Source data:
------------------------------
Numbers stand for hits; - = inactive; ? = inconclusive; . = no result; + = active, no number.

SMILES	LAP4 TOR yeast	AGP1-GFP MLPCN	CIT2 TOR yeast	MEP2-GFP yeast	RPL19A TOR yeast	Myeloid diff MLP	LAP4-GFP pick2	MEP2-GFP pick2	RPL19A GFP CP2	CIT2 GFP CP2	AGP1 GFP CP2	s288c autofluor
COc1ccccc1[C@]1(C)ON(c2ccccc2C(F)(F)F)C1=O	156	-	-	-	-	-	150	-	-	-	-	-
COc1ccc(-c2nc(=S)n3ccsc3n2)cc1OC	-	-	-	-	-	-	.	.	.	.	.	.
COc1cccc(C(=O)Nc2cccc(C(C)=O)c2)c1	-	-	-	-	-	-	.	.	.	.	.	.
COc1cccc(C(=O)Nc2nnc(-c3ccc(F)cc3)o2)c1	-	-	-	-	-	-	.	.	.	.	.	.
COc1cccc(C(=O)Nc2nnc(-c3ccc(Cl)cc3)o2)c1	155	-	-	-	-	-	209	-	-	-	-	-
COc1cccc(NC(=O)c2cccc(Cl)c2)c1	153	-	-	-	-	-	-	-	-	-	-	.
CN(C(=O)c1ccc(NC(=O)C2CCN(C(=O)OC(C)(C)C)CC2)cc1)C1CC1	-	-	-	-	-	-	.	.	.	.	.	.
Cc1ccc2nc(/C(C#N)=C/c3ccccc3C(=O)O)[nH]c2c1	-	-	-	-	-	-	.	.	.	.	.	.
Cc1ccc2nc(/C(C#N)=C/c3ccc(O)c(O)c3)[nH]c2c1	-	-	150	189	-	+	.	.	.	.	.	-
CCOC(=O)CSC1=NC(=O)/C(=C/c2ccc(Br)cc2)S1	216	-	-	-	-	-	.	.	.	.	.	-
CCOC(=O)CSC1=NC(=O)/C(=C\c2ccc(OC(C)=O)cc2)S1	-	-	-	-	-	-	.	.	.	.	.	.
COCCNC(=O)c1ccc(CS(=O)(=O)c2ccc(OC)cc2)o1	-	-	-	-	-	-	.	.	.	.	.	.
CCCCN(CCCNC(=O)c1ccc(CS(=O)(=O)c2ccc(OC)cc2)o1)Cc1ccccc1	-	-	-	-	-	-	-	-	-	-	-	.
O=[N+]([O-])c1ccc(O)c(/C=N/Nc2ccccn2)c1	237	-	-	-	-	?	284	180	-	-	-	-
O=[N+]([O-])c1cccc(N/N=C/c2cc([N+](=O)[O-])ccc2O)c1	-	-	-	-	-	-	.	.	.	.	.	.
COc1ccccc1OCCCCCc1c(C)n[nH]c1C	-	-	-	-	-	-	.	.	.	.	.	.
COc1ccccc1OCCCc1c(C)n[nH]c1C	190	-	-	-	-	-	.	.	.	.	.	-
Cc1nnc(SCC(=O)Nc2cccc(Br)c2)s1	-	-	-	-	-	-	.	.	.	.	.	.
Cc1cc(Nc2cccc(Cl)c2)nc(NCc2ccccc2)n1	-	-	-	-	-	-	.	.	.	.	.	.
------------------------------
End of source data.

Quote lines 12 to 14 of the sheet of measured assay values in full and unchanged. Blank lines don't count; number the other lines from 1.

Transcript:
CCOC(=O)CSC1=NC(=O)/C(=C/c2ccc(Br)cc2)S1	216	-	-	-	-	-	.	.	.	.	.	-
CCOC(=O)CSC1=NC(=O)/C(=C\c2ccc(OC(C)=O)cc2)S1	-	-	-	-	-	-	.	.	.	.	.	.
COCCNC(=O)c1ccc(CS(=O)(=O)c2ccc(OC)cc2)o1	-	-	-	-	-	-	.	.	.	.	.	.